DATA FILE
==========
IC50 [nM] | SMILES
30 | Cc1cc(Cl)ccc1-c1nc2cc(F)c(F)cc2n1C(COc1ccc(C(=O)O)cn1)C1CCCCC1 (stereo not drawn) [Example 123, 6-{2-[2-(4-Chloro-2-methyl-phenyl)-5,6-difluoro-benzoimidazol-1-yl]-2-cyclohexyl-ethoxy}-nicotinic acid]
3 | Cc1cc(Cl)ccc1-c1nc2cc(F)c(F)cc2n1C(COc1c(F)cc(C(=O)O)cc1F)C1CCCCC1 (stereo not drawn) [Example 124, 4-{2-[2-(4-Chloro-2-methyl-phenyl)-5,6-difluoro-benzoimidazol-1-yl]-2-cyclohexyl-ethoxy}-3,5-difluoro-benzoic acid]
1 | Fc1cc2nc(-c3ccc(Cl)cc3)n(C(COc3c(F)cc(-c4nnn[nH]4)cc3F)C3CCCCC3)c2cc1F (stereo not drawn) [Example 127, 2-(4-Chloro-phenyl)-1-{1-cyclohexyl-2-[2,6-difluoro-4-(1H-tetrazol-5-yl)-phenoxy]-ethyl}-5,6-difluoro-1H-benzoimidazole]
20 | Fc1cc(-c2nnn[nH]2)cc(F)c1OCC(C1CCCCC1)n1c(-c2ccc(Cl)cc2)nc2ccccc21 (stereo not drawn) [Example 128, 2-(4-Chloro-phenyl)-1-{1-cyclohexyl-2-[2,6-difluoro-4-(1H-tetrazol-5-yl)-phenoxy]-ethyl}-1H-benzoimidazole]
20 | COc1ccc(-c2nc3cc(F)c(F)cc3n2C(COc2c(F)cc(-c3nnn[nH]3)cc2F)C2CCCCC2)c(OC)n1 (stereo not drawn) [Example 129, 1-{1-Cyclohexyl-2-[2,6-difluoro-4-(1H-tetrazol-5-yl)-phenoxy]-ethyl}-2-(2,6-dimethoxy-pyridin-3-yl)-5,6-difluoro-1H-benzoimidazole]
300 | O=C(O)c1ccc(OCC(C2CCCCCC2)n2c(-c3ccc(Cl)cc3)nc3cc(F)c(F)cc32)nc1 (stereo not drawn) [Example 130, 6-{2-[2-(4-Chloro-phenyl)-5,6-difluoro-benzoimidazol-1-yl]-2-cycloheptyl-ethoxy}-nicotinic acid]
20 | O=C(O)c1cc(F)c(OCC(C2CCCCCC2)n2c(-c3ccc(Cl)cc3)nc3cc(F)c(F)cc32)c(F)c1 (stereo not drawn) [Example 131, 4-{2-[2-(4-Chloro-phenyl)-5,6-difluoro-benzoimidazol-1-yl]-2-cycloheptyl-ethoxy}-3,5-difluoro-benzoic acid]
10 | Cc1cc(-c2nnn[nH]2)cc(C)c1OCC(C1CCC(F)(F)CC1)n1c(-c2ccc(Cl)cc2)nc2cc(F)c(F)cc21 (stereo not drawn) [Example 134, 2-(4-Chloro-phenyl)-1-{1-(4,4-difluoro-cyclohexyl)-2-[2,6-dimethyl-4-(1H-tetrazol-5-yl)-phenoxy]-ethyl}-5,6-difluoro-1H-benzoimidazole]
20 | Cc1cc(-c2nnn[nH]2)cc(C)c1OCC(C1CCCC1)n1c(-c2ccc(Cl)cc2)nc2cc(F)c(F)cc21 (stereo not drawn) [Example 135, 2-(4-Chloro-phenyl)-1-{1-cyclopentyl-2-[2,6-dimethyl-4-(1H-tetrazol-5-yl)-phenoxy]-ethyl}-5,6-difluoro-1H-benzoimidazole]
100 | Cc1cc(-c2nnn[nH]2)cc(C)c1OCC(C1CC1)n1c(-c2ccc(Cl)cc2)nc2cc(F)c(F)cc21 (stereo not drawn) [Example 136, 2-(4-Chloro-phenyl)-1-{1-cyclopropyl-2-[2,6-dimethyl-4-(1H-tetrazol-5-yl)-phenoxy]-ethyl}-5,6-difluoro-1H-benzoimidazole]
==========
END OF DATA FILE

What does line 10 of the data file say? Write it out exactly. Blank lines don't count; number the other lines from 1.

20 | Cc1cc(-c2nnn[nH]2)cc(C)c1OCC(C1CCCC1)n1c(-c2ccc(Cl)cc2)nc2cc(F)c(F)cc21 (stereo not drawn) [Example 135, 2-(4-Chloro-phenyl)-1-{1-cyclopentyl-2-[2,6-dimethyl-4-(1H-tetrazol-5-yl)-phenoxy]-ethyl}-5,6-difluoro-1H-benzoimidazole]